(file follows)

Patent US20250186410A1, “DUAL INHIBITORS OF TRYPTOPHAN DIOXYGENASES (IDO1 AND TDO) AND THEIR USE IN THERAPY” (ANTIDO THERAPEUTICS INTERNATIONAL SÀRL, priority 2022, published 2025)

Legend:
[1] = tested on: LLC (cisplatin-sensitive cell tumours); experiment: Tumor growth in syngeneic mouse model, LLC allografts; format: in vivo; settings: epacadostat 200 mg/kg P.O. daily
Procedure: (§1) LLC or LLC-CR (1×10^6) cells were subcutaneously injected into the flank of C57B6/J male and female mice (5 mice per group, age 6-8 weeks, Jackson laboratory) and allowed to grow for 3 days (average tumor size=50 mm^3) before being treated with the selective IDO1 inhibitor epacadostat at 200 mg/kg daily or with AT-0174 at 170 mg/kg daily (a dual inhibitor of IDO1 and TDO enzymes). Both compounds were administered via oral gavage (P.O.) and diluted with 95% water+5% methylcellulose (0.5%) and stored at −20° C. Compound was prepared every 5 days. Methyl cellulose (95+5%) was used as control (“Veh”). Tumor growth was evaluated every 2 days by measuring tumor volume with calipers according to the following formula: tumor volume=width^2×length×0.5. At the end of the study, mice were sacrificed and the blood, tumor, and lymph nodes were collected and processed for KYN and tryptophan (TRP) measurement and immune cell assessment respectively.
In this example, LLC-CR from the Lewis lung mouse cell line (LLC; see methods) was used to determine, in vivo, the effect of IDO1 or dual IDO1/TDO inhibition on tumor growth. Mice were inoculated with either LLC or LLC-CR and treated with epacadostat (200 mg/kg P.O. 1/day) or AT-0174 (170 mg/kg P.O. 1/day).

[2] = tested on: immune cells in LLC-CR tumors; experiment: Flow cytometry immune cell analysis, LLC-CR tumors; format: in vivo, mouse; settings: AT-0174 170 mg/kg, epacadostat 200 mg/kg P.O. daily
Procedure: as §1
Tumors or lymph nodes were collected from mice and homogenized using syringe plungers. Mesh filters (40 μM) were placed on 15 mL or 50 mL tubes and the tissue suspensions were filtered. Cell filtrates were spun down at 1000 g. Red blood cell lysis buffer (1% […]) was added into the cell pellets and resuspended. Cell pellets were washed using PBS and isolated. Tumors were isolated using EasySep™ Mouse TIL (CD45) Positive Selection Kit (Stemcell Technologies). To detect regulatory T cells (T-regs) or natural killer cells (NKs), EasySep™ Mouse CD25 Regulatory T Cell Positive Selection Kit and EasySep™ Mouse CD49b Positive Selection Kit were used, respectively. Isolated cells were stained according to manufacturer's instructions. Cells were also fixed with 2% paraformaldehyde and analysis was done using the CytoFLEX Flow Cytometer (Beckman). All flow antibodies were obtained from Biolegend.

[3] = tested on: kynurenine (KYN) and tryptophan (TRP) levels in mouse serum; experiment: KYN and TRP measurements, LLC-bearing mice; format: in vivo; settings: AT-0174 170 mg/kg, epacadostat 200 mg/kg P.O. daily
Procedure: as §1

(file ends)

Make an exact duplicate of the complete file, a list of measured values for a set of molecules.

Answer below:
Patent US20250186410A1, “DUAL INHIBITORS OF TRYPTOPHAN DIOXYGENASES (IDO1 AND TDO) AND THEIR USE IN THERAPY” (ANTIDO THERAPEUTICS INTERNATIONAL SÀRL, priority 2022, published 2025)

Legend:
[1] = tested on: LLC (cisplatin-sensitive cell tumours); experiment: Tumor growth in syngeneic mouse model, LLC allografts; format: in vivo; settings: epacadostat 200 mg/kg P.O. daily
Procedure: (§1) LLC or LLC-CR (1×10^6) cells were subcutaneously injected into the flank of C57B6/J male and female mice (5 mice per group, age 6-8 weeks, Jackson laboratory) and allowed to grow for 3 days (average tumor size=50 mm^3) before being treated with the selective IDO1 inhibitor epacadostat at 200 mg/kg daily or with AT-0174 at 170 mg/kg daily (a dual inhibitor of IDO1 and TDO enzymes). Both compounds were administered via oral gavage (P.O.) and diluted with 95% water+5% methylcellulose (0.5%) and stored at −20° C. Compound was prepared every 5 days. Methyl cellulose (95+5%) was used as control (“Veh”). Tumor growth was evaluated every 2 days by measuring tumor volume with calipers according to the following formula: tumor volume=width^2×length×0.5. At the end of the study, mice were sacrificed and the blood, tumor, and lymph nodes were collected and processed for KYN and tryptophan (TRP) measurement and immune cell assessment respectively.
In this example, LLC-CR from the Lewis lung mouse cell line (LLC; see methods) was used to determine, in vivo, the effect of IDO1 or dual IDO1/TDO inhibition on tumor growth. Mice were inoculated with either LLC or LLC-CR and treated with epacadostat (200 mg/kg P.O. 1/day) or AT-0174 (170 mg/kg P.O. 1/day).

[2] = tested on: immune cells in LLC-CR tumors; experiment: Flow cytometry immune cell analysis, LLC-CR tumors; format: in vivo, mouse; settings: AT-0174 170 mg/kg, epacadostat 200 mg/kg P.O. daily
Procedure: as §1
Tumors or lymph nodes were collected from mice and homogenized using syringe plungers. Mesh filters (40 μM) were placed on 15 mL or 50 mL tubes and the tissue suspensions were filtered. Cell filtrates were spun down at 1000 g. Red blood cell lysis buffer (1% […]) was added into the cell pellets and resuspended. Cell pellets were washed using PBS and isolated. Tumors were isolated using EasySep™ Mouse TIL (CD45) Positive Selection Kit (Stemcell Technologies). To detect regulatory T cells (T-regs) or natural killer cells (NKs), EasySep™ Mouse CD25 Regulatory T Cell Positive Selection Kit and EasySep™ Mouse CD49b Positive Selection Kit were used, respectively. Isolated cells were stained according to manufacturer's instructions. Cells were also fixed with 2% paraformaldehyde and analysis was done using the CytoFLEX Flow Cytometer (Beckman). All flow antibodies were obtained from Biolegend.

[3] = tested on: kynurenine (KYN) and tryptophan (TRP) levels in mouse serum; experiment: KYN and TRP measurements, LLC-bearing mice; format: in vivo; settings: AT-0174 170 mg/kg, epacadostat 200 mg/kg P.O. daily
Procedure: as §1